A family of local chiefs describing themselves as of the Sagar-anvaya and Manaleranvaya figures in a record from Gadag, the date of which is lost (No. 201).  Three generations of this family are mentioned here, viz., Indrakesin (I), his son Marasimha and the latter’s son Indrakesin (II).  This last named chief is stated to be a subordinate Bombay, names three persons of this same family, viz., Jayakesin (I), his son Indrakesin and his son Jayakesin.  The record which is dated Saka 982 (=A.D. 1060) in the reign of Somesvara I says that Mahasamanta Indrakesiyarasa made a grant of land.  Another inscription at Kuyibal, also of the reign of this king (Trailokyamalla), dated Saka 980 (==A.D. 1058) mentions Indrakesiyarasa of the Manalera family as administreing Purigere-300.  Apparently, the Indrakesiyarasa of this record and Indrakesin (I), father of Marasimha of the Gadag record cited above, are to be considered as identcial.  The reason is this:  Indrakesin I most probably flourished in the reign of Somesvara I (like the Indrakesiyarasa of the Prince of Wales Museum inscription) since his grandson bearing the same name was a subordinate of Vikramaditya VI according  to the present Gadag record.  If so, Indrakesin (I) must be supposed to have had two sons, Marasimha and Jayakesin (II) or in the alternative Jayakesin (II) and Marasimha are to be regarded as one and the same.  The same three chiefs mentioned in the Prince of Wales Museum record appear in another inscription at Shiggaon belonging to the reign of Tribhuvanamalla Vikramaditya VI.  The date of the record is lost, but what is made clear by the inscription is that Jayakesin II was actually the feudatory of Vikramaditya VI.  This is also borne out by the Hulgur inscription of Vikramaditya VI, dated Saka 999 (=A.D. 1077) which tells us that Jayakesiyarasa was a subordinate of that king and therefore this chief may be identified with jayakesin II.  Thus it would appear that both Indrakesin II of the Gadag record and his uncle or father (?) Jayakesin II were feudatories of Vikramaditya VI and that the latter was already a grown-up youth in 1060 A.D.  in the reign of Somesvara I as evidenced by the Prince of Wales Museum inscription of the time of his father.  The Hulgur inscription of the reign of Jayasimha, dated Saka 960 (=1038 A.D.) mentions a Jayakesin of the same Manalers family and one of his predecessors is called Irivabedanga marasingadeva.  It is not improbably that this Jayakesin and Jayakesin (I) of the Prince of Wales Museum inscription and the Shiggaon record are identical.  Manalera, after whom this family is named, is evidently not different from the homonymous chief who, we learn from the Ataur inscription, was an officer under the Ganga prince Butuga, a feudatory of Rashtrakuta Kirshna III.  Another chief Manalera-Gadiga is stated to have been the nalgavunda of Purigere in an undated record at Shiggaon of amoghavarsha who may be identified with Amoghavarasha IV or Kakka, since the characters of the record are difinitely assignable to the 10th century A.D.  This Manalera-Gadiga may be regarded as an almost immediate descendant of Manalera of the Atakur inscription of Amoghavarsha (IV).  It is notworthy that all the members of the family who came after him were connected with the division of Purigere of which Gadiga was the navalgunda.  The foregoing discussion would enable us to draw up a tentative genealogy these chies as follows:-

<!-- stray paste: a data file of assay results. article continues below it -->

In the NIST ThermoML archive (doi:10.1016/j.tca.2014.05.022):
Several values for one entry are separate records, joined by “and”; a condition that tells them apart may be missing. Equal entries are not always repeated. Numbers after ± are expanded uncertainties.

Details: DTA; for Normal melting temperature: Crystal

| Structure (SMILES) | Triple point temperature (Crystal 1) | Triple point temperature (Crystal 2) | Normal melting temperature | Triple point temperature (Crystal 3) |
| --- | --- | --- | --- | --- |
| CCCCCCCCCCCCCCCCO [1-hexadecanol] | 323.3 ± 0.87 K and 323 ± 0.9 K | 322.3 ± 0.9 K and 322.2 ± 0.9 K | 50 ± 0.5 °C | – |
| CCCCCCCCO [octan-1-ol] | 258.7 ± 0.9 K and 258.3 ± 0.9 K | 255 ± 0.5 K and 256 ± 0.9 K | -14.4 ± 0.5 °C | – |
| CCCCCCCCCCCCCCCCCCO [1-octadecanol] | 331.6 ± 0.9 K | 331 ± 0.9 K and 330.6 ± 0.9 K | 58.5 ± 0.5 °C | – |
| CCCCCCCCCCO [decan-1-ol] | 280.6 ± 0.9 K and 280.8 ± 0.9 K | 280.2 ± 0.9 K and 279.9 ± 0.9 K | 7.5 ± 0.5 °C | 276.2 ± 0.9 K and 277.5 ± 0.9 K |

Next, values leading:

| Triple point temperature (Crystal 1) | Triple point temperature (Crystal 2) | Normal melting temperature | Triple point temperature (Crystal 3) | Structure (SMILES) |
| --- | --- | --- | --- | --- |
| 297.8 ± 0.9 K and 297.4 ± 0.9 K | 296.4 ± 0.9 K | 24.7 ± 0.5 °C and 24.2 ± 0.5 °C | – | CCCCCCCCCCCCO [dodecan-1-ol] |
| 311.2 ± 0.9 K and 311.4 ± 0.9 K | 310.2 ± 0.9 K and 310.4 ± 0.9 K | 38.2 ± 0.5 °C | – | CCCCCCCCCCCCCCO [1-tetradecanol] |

Besides Abhinava-Pampa mentioned in the Paragraph on Yuvaraja Mallikarjuna above, poets whose names occur in the records published below may be noticed here.  One of them was Nagadeva of Pombolal (Hombal near Gadag) who composed the Kurtakoti inscription of A.D. 1082 (No. 127).  Apparently it is this same poet who composed another record of A.D. 1087 (No. 134) found at the place.  His compostition,l though of the conventional type, is elegant.  Madhavabhatta described as ak-Srilalata-mani-maya-pattam was another poet who claims the authorship of a inscription at Soratur of A.D. 1091 (No. 137).  A Poet called Chandrabhatta-Kavi is stated to have composed the inscription of A.D. 1099 at Jitavynacgugu (No. 146).  It may not be wrong to suggest that he might be identical with Chandrabhatta who corrected the composition of the poet Rajavallabha, the writer of the Hottur inscription of the time of Trailokyamalla Ahavamalla (i.e., Somesvara I), dated Saka 988 (=A.D. 1067).  Nagarjuna-pandita was yet another to who is ascribed an inscription (No. 177) at Mugad of A.D. 1125.  As in the case of many other authors of inscription poems, the literary works, if any of these poets have not come to light.

Now, a few words may be said on some points of general interest gathered from the inscriptions of  this collection. One of them relates to the minting of coins during the 12th century A.D.  This record which comes from Sudi (No. 153) states that Uttavoja described as the goldsmith (akkasale) of Tribhuvanamalla ade a gift to the temple of Kammatesvara at Sudi.  The details pertaining to the gift reveal that gold coins were struck by this goldsmith at Sudi with a die bearing a royal seal.  This Uttavoja was evidently the royal minst-master at Sudi who was in charge of the die (kammatad-ani) containing the royal seal (undige) for striking coins.  The god Kammatesvara of the record no doubt takes his name after the kammata, i.e.,  the mint, at Sudi.  We know of a coin called Lokki-gadyana from many inscriptions (e.g., No. 136) and we may not be wrong if we connect this coin with the town Lokkigundi (modern Lakkundi near Gadag) where it was probably struck.  It is common knowledge that the names of towns where the coins were minted find a place on the coins along with other legends and symbols.  They are generally indicated by the initial letter of the place name, if not by the entire name.  The relation of pana to a gadyana in value is ascertainable from a record at Nidugundi (No. 189).  This inscription, while giving a list of several donations in gold, specifies each donation in terms of gadya and pana and recokons the total endowent as 6 gadyanas.  When the details mkentioned in terms of the two coins are added up they work out to 5 gadyanas and 10 panas.  The total sum being stated to be 6 gadyas, it becomes clear that 10 panas make one gadya (5 gadyas + 10 panas = 6 gadyas).  Incidentally this very record gives an idea of the rate of interest (vriddhi) obtaining at the time.  It is laid down that the rate was two panas on one pon per year, and at this rate 12 panas were to be realized and utilized for Vedaparayana and pavitrarohana of the god Kesavaditya of the place.  Accordingly, a pon meant a gadya or gadyana.